In hot-swap applications, if there is a large overcurrent fault, the protection integrated circuit (IC) will quickly cut off the current to protect nearby components from damage. This rapid turn-off of current-possibly from 50 A (overcurrent) to 0 A (turn-off for protection) will occur within tens of nanoseconds and cause large current transients (di/dt) as shown in below equation.
This current will be trapped as energy inside of input trace or input wire inductance. Although the trace inductance may be very low about 10nH, it still generates a surge on the input of the hot swap controller according to the below equation.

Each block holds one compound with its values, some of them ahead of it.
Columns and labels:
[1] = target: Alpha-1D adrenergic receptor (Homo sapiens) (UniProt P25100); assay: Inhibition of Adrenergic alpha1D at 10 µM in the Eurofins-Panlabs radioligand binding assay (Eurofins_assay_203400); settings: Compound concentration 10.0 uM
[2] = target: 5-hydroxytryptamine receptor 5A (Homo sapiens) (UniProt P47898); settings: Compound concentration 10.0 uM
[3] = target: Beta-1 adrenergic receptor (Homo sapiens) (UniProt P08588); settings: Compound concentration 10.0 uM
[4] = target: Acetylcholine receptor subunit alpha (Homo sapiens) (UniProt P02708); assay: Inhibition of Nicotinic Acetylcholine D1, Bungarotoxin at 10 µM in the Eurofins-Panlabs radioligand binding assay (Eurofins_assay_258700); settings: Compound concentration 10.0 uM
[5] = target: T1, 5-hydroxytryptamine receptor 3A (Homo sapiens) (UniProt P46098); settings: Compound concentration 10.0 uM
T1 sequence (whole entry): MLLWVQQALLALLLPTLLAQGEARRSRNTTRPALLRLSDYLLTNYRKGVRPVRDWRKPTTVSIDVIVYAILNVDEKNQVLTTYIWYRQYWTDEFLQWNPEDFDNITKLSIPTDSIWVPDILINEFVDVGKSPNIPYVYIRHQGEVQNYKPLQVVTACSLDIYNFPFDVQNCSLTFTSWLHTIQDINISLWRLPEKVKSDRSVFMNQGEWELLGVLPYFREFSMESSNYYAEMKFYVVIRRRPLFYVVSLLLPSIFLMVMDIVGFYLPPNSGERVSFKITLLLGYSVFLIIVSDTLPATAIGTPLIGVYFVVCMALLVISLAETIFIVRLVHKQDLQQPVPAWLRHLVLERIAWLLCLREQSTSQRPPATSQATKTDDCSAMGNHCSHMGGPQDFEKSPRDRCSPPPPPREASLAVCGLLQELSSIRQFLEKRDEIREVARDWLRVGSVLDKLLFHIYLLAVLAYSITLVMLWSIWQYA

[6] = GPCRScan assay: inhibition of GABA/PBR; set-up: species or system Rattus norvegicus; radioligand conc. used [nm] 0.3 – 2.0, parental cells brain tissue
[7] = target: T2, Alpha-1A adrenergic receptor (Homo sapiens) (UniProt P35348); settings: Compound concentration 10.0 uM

The -50V surge will be in series with the input power supply and will effectively generate a positive voltage spike on the input rail, which usually exceeds the rated voltage of the hot-swap controller or MOSFET drain-source voltage (VDS) (see below figure). To prevent this voltage surge from happening, you can place a TVS at the input to transfer the energy directly from the inductor to the ground. The best placement of the TVS will be after any series inductance on the input (such as after a fuse).